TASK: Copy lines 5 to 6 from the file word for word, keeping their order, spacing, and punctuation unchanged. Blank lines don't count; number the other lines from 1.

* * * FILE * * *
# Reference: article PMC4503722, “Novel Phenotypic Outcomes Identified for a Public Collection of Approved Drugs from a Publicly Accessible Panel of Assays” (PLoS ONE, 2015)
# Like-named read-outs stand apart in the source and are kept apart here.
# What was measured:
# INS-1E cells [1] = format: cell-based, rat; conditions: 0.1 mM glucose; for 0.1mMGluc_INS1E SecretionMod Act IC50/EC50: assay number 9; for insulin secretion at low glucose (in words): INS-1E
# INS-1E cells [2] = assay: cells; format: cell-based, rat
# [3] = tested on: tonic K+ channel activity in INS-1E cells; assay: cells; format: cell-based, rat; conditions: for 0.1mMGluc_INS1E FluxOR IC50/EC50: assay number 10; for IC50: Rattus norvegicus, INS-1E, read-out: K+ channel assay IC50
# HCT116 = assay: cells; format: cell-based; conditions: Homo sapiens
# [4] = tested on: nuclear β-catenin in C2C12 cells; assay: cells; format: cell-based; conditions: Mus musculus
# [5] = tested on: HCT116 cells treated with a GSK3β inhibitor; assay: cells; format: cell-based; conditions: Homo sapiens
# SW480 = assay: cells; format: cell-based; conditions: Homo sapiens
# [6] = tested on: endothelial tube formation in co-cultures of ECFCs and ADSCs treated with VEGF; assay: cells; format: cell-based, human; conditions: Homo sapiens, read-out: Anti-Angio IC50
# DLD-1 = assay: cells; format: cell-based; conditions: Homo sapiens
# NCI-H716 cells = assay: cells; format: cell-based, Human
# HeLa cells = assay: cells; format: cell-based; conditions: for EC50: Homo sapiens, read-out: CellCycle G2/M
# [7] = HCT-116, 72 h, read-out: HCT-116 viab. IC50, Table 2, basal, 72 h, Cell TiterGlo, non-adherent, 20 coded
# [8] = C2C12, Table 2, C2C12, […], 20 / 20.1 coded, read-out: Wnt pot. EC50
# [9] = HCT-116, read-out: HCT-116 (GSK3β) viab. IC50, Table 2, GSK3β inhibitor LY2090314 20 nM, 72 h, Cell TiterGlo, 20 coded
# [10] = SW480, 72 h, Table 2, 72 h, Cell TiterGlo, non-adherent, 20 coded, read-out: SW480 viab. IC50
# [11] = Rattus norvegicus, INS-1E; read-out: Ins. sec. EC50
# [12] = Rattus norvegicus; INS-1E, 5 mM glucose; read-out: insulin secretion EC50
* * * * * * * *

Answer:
# INS-1E cells [2] = assay: cells; format: cell-based, rat
# [3] = tested on: tonic K+ channel activity in INS-1E cells; assay: cells; format: cell-based, rat; conditions: for 0.1mMGluc_INS1E FluxOR IC50/EC50: assay number 10; for IC50: Rattus norvegicus, INS-1E, read-out: K+ channel assay IC50